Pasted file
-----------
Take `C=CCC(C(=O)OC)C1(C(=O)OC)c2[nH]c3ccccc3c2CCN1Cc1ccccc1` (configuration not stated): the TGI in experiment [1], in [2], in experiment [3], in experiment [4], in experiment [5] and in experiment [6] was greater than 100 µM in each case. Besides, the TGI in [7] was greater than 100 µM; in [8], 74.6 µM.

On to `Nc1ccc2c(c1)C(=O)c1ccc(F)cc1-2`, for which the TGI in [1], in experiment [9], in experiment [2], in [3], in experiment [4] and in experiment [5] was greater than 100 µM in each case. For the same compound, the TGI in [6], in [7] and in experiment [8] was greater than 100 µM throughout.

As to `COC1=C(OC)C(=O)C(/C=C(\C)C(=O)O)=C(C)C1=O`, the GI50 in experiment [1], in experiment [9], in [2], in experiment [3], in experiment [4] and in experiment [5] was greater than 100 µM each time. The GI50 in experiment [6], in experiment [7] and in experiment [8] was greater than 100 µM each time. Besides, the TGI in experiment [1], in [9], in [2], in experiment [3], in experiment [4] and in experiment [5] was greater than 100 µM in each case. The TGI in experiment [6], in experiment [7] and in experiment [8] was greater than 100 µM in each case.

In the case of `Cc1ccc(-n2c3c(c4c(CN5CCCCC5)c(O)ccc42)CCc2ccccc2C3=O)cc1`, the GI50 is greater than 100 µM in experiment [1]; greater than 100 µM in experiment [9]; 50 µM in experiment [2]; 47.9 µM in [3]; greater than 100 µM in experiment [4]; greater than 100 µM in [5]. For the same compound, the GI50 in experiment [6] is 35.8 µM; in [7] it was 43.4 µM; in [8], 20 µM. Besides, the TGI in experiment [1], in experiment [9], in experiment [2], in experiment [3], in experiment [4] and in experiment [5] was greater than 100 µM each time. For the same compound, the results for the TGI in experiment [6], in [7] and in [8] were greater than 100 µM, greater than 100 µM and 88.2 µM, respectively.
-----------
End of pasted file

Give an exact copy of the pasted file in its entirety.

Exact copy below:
Take `C=CCC(C(=O)OC)C1(C(=O)OC)c2[nH]c3ccccc3c2CCN1Cc1ccccc1` (configuration not stated): the TGI in experiment [1], in [2], in experiment [3], in experiment [4], in experiment [5] and in experiment [6] was greater than 100 µM in each case. Besides, the TGI in [7] was greater than 100 µM; in [8], 74.6 µM.

On to `Nc1ccc2c(c1)C(=O)c1ccc(F)cc1-2`, for which the TGI in [1], in experiment [9], in experiment [2], in [3], in experiment [4] and in experiment [5] was greater than 100 µM in each case. For the same compound, the TGI in [6], in [7] and in experiment [8] was greater than 100 µM throughout.

As to `COC1=C(OC)C(=O)C(/C=C(\C)C(=O)O)=C(C)C1=O`, the GI50 in experiment [1], in experiment [9], in [2], in experiment [3], in experiment [4] and in experiment [5] was greater than 100 µM each time. The GI50 in experiment [6], in experiment [7] and in experiment [8] was greater than 100 µM each time. Besides, the TGI in experiment [1], in [9], in [2], in experiment [3], in experiment [4] and in experiment [5] was greater than 100 µM in each case. The TGI in experiment [6], in experiment [7] and in experiment [8] was greater than 100 µM in each case.

In the case of `Cc1ccc(-n2c3c(c4c(CN5CCCCC5)c(O)ccc42)CCc2ccccc2C3=O)cc1`, the GI50 is greater than 100 µM in experiment [1]; greater than 100 µM in experiment [9]; 50 µM in experiment [2]; 47.9 µM in [3]; greater than 100 µM in experiment [4]; greater than 100 µM in [5]. For the same compound, the GI50 in experiment [6] is 35.8 µM; in [7] it was 43.4 µM; in [8], 20 µM. Besides, the TGI in experiment [1], in experiment [9], in experiment [2], in experiment [3], in experiment [4] and in experiment [5] was greater than 100 µM each time. For the same compound, the results for the TGI in experiment [6], in [7] and in [8] were greater than 100 µM, greater than 100 µM and 88.2 µM, respectively.